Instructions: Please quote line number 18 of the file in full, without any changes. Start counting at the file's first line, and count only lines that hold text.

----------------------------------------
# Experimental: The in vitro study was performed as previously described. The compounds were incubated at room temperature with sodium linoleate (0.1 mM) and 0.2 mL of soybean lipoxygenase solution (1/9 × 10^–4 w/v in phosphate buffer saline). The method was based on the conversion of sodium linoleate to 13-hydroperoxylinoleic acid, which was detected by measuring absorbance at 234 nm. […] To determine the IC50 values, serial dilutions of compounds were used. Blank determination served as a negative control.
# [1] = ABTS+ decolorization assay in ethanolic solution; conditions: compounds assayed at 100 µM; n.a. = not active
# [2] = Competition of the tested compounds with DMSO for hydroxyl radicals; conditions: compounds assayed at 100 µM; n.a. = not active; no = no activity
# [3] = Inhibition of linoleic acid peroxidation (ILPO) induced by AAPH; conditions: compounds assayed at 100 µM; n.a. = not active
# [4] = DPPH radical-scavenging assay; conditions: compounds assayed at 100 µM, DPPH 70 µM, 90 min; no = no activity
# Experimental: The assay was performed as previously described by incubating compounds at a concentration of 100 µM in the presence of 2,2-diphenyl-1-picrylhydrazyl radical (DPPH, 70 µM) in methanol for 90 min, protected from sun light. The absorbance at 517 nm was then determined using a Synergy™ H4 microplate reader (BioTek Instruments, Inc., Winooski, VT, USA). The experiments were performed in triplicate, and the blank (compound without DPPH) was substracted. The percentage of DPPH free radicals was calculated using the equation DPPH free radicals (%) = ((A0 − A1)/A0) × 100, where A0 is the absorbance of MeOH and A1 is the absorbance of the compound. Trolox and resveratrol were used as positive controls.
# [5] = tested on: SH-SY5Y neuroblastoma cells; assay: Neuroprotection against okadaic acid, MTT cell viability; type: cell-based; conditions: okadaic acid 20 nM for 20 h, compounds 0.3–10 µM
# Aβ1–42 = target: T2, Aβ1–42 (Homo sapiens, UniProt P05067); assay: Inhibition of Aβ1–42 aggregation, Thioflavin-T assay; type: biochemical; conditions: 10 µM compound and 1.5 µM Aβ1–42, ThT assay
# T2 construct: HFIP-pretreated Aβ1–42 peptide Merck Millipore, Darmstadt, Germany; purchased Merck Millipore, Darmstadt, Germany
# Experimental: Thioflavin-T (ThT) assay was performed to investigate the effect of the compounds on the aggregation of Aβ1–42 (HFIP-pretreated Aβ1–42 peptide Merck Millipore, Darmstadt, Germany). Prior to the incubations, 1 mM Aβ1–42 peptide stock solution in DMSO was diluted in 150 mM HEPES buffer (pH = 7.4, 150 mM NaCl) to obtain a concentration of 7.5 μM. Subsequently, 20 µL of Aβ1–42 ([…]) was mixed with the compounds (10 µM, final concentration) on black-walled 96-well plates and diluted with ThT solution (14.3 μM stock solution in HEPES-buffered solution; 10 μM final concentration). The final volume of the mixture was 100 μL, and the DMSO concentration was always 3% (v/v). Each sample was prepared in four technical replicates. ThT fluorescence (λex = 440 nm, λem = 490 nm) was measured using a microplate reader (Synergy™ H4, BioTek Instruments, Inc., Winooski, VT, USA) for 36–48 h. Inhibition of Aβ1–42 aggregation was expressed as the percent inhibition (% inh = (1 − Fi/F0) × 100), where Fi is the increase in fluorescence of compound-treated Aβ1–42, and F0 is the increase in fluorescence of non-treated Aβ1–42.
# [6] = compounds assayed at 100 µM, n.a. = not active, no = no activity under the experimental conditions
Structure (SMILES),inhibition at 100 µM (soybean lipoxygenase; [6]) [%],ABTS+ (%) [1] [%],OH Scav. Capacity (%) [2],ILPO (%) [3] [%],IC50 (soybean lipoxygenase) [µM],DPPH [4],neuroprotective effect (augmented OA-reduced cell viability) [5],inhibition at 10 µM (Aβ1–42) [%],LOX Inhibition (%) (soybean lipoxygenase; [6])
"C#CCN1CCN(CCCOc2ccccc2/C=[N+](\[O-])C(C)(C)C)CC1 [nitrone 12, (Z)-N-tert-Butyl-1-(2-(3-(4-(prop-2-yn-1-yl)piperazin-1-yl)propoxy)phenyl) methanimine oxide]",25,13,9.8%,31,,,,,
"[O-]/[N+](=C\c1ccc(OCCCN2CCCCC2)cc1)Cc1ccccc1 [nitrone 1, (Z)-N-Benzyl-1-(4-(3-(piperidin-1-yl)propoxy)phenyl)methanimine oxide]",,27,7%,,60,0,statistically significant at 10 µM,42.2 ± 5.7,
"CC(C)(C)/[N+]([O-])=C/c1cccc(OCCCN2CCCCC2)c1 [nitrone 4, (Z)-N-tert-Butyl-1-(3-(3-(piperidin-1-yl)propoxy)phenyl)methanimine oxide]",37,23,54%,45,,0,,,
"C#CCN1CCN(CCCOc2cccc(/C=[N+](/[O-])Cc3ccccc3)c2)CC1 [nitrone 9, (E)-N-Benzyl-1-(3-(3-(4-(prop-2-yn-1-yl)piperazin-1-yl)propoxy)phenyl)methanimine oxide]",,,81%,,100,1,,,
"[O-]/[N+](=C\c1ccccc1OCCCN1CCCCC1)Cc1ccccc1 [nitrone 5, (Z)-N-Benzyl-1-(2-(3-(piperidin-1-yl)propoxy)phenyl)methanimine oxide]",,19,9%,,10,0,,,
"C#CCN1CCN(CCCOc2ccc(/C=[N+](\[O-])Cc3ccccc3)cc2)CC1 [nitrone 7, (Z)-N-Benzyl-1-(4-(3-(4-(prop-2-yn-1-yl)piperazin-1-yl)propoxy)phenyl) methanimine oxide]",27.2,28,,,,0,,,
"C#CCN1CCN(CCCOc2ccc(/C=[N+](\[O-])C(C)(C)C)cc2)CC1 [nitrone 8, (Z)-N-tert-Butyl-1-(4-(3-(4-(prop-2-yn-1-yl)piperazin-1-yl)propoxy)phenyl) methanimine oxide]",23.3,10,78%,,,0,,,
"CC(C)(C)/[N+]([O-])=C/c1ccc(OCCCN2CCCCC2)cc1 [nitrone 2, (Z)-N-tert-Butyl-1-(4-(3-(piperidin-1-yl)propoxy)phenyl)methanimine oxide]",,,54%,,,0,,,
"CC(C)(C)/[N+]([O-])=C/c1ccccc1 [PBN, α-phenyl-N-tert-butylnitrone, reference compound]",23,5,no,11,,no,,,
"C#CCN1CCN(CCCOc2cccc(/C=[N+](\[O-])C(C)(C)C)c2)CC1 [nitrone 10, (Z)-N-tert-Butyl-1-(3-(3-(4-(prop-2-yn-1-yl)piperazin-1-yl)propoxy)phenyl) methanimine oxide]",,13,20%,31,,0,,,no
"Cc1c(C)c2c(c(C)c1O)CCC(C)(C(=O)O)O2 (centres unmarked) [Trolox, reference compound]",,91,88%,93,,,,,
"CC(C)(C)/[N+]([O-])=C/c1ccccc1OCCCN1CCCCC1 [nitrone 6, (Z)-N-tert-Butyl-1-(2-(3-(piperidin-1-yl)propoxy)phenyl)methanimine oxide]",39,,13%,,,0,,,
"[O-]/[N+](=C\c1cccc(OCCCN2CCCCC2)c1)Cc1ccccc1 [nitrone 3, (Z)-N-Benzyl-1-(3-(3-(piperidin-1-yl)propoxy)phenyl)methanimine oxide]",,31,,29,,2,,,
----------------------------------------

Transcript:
"C#CCN1CCN(CCCOc2ccc(/C=[N+](\[O-])Cc3ccccc3)cc2)CC1 [nitrone 7, (Z)-N-Benzyl-1-(4-(3-(4-(prop-2-yn-1-yl)piperazin-1-yl)propoxy)phenyl) methanimine oxide]",27.2,28,,,,0,,,